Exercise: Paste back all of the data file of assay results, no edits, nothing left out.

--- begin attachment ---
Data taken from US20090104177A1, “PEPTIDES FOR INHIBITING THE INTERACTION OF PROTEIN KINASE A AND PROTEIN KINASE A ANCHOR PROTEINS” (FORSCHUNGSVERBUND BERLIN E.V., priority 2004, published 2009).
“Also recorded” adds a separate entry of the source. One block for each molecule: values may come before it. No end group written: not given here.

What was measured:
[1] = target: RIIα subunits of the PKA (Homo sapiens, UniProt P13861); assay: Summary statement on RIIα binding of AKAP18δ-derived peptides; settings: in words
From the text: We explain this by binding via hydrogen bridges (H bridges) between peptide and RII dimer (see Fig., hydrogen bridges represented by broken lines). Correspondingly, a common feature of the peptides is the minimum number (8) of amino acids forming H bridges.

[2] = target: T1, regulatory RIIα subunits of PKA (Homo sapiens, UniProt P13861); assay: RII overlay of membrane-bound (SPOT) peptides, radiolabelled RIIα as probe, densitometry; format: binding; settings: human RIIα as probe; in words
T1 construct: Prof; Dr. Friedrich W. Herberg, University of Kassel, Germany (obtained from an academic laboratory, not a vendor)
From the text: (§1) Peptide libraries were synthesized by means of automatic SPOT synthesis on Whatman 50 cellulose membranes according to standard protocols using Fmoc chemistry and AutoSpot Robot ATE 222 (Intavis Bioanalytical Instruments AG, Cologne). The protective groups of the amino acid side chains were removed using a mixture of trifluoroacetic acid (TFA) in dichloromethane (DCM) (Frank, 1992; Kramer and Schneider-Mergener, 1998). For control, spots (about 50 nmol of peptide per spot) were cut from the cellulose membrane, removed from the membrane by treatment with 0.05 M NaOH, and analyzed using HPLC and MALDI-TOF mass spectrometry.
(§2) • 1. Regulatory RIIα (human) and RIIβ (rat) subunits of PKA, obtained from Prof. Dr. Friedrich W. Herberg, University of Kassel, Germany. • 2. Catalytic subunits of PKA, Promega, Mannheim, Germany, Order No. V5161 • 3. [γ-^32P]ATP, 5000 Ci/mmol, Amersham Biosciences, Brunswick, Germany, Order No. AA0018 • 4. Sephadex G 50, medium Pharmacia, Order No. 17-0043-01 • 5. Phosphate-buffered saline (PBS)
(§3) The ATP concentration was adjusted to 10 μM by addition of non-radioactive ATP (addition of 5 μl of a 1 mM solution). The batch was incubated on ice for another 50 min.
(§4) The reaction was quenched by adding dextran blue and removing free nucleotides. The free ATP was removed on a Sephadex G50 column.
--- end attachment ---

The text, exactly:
Data taken from US20090104177A1, “PEPTIDES FOR INHIBITING THE INTERACTION OF PROTEIN KINASE A AND PROTEIN KINASE A ANCHOR PROTEINS” (FORSCHUNGSVERBUND BERLIN E.V., priority 2004, published 2009).
“Also recorded” adds a separate entry of the source. One block for each molecule: values may come before it. No end group written: not given here.

What was measured:
[1] = target: RIIα subunits of the PKA (Homo sapiens, UniProt P13861); assay: Summary statement on RIIα binding of AKAP18δ-derived peptides; settings: in words
From the text: We explain this by binding via hydrogen bridges (H bridges) between peptide and RII dimer (see Fig., hydrogen bridges represented by broken lines). Correspondingly, a common feature of the peptides is the minimum number (8) of amino acids forming H bridges.

[2] = target: T1, regulatory RIIα subunits of PKA (Homo sapiens, UniProt P13861); assay: RII overlay of membrane-bound (SPOT) peptides, radiolabelled RIIα as probe, densitometry; format: binding; settings: human RIIα as probe; in words
T1 construct: Prof; Dr. Friedrich W. Herberg, University of Kassel, Germany (obtained from an academic laboratory, not a vendor)
From the text: (§1) Peptide libraries were synthesized by means of automatic SPOT synthesis on Whatman 50 cellulose membranes according to standard protocols using Fmoc chemistry and AutoSpot Robot ATE 222 (Intavis Bioanalytical Instruments AG, Cologne). The protective groups of the amino acid side chains were removed using a mixture of trifluoroacetic acid (TFA) in dichloromethane (DCM) (Frank, 1992; Kramer and Schneider-Mergener, 1998). For control, spots (about 50 nmol of peptide per spot) were cut from the cellulose membrane, removed from the membrane by treatment with 0.05 M NaOH, and analyzed using HPLC and MALDI-TOF mass spectrometry.
(§2) • 1. Regulatory RIIα (human) and RIIβ (rat) subunits of PKA, obtained from Prof. Dr. Friedrich W. Herberg, University of Kassel, Germany. • 2. Catalytic subunits of PKA, Promega, Mannheim, Germany, Order No. V5161 • 3. [γ-^32P]ATP, 5000 Ci/mmol, Amersham Biosciences, Brunswick, Germany, Order No. AA0018 • 4. Sephadex G 50, medium Pharmacia, Order No. 17-0043-01 • 5. Phosphate-buffered saline (PBS)
(§3) The ATP concentration was adjusted to 10 μM by addition of non-radioactive ATP (addition of 5 μl of a 1 mM solution). The batch was incubated on ice for another 50 min.
(§4) The reaction was quenched by adding dextran blue and removing free nucleotides. The free ATP was removed on a Sephadex G50 column.